Baoshang: End game for China’s debt monster

Nice podcast here from Grants discussing the significance of the recent Baoshang Bank default in China with Carl E. Walter, a former bank executive, coauthor of Red Capitalism:

“(Baoshang) is scaring everybody because they’re not the only one. They’re the one that couldn’t hold it together in the end, but… I’ve been trying… to figure out how many banks there are in China and supposedly there are 134 of these city commercial banks. 134 of which (Baoshang) is one, and all of these guys use wealth management products or borrowed in the inter-bank market to fund local things. Or, they borrowed in the inter-bank market or borrowed in wealth management products to support local asset management companies to hide other banks’ bad loans. I don’t think (Baoshang) is unique and I think the reason the markets are scared is because everybody knows that the emperor has no clothes. There is a lot more than just the one.”

“(Wealth Management Products) were used to move bad loans… off of bank balance sheets so that they could have a better NPL ratio (non-performing loan ratio)… They are sort of a fund made up of non-standard loans, government bonds, regular loans, stuff like this, and sold to retail customers and they are supposed to be off the balance sheet”

“… Now the CBIRC (Chinese Bank and Insurance Regulatory Commission) is forcing banks to set up subsidiaries to do this business and they’re forcing banks to stop guaranteeing them. So these are all supposedly going to be off balance sheet and the banks are supposedly not going to make customers good… The feeling about WMPs (Wealth Management Products) is that everybody believed no matter how bad the assets in the product were, the government would step in and make them whole. So, there is a tremendous amount of moral hazard and largely speaking, that has been true…”

“You cannot expect China to open up, to make its capital account open or make its Renminbi convertible as long as this situation exists cause as we saw a couple years ago, once they start loosening up on the capital account, money flow out like a son-of-a-gun…”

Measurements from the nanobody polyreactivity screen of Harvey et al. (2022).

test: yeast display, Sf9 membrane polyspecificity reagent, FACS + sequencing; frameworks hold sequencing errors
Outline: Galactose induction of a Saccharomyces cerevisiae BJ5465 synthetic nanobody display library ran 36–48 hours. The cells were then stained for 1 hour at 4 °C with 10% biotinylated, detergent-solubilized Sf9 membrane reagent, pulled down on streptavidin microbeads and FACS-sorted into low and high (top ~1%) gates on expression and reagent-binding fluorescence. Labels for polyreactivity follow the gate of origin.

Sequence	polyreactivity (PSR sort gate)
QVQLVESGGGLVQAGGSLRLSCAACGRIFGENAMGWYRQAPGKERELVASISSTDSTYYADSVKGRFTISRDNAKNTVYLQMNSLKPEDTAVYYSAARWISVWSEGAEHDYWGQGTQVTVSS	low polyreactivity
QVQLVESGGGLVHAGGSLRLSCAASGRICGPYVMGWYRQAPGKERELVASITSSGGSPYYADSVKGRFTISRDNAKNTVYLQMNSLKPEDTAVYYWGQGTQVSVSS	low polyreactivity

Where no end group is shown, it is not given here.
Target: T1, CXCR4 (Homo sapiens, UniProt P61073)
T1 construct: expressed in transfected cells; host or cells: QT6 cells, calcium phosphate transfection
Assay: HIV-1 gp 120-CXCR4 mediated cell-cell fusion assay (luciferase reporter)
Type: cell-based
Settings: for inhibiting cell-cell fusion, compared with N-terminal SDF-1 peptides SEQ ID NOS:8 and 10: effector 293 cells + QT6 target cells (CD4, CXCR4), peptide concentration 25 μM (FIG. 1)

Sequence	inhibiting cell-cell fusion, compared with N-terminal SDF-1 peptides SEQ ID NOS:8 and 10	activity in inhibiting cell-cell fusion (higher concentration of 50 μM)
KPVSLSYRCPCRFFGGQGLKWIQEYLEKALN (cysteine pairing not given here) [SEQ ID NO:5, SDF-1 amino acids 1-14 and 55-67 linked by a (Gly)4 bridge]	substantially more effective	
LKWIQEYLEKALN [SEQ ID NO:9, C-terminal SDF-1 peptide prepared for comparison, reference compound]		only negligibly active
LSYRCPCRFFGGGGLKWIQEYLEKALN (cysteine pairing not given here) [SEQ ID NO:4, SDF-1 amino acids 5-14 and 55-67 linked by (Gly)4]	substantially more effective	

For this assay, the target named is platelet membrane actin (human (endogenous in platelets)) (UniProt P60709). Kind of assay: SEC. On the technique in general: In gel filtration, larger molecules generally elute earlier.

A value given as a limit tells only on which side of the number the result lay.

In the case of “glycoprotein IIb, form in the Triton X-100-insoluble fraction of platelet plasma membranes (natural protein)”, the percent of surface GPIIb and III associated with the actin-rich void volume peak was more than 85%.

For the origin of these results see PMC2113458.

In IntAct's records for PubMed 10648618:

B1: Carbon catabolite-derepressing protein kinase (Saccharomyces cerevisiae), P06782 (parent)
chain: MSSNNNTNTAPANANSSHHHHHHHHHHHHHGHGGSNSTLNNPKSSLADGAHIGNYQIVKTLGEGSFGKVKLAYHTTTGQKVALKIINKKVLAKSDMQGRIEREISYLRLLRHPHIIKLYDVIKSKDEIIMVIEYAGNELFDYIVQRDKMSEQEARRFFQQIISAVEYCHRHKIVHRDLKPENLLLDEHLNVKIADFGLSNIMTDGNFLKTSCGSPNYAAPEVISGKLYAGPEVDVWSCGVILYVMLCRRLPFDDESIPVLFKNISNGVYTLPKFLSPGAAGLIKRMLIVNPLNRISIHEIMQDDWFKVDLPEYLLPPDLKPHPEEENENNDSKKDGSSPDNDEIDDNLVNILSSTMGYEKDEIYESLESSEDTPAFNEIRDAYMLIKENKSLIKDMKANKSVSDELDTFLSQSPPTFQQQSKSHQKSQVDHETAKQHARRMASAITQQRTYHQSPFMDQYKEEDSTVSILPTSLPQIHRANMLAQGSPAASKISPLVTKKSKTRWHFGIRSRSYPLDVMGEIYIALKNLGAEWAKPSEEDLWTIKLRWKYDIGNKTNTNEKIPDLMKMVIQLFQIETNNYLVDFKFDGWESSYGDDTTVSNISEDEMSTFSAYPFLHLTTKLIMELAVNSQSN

“…The main point is that the People’s Bank had gotten their way and opened on all these things. They liberalized the interest rates, so you got wealth management products… You saw what happened when the capital account opened up and they closed it again. There is no way in the world things like that are going to happen (again) in China in your lifetime, my lifetime, or anybody’s lifetime as long as the Party’s in control. No way…”

“I don’t think any of these (Chinese economic numbers) that you see are real. They’re fudged… I totally believe that nobody has a clue what’s going on… (China) is a confederation of 34 administrative units and the guys who runt the Party, or the senior guys in each of these units, or the provincial  governors…, are responsible for what goes on in their administrative unit. But, beneath them there are three more levels. This system is not based on telling the truth… Once you start going down into the provinces or the autonomous zone or so on… the farther you get from reality.”

All good. Note that the first casualty of this is not necessarily imminent or even eventual Chinese financial crisis. The primary victim is reform and that means economic stagnation. Even if the wild west of Chinese banks never goes belly up, which still seems to me unlikely given most are government owned and can be forced to lend even in crisis, neither will there ever be the liberalisation needed to bring discipline back to Chinese lending and return it to a path of productive growth.

This is end of any Chinese “rebalancing” as income growth remains captured within the debt-laden SOE sector and household income growth stalls.

It is the middle income trap of endlessly useless, and ever less efficient, force fed growth.

David Llewellyn-Smith

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